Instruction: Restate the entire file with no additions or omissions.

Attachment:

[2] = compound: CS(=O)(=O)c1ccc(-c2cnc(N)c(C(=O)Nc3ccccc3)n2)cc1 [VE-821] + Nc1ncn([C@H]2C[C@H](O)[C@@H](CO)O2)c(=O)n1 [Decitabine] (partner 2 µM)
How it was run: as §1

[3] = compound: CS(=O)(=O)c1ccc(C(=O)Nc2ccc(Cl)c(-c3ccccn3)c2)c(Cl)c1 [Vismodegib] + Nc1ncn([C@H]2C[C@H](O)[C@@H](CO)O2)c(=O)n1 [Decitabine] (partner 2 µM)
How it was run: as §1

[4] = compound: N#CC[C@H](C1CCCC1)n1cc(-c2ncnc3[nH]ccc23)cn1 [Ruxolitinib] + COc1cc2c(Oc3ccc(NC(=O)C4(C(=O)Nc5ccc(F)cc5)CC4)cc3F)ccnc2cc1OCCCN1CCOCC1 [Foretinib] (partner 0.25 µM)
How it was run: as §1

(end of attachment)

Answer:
[2] = compound: CS(=O)(=O)c1ccc(-c2cnc(N)c(C(=O)Nc3ccccc3)n2)cc1 [VE-821] + Nc1ncn([C@H]2C[C@H](O)[C@@H](CO)O2)c(=O)n1 [Decitabine] (partner 2 µM)
How it was run: as §1

[3] = compound: CS(=O)(=O)c1ccc(C(=O)Nc2ccc(Cl)c(-c3ccccn3)c2)c(Cl)c1 [Vismodegib] + Nc1ncn([C@H]2C[C@H](O)[C@@H](CO)O2)c(=O)n1 [Decitabine] (partner 2 µM)
How it was run: as §1

[4] = compound: N#CC[C@H](C1CCCC1)n1cc(-c2ncnc3[nH]ccc23)cn1 [Ruxolitinib] + COc1cc2c(Oc3ccc(NC(=O)C4(C(=O)Nc5ccc(F)cc5)CC4)cc3F)ccnc2cc1OCCCN1CCOCC1 [Foretinib] (partner 0.25 µM)
How it was run: as §1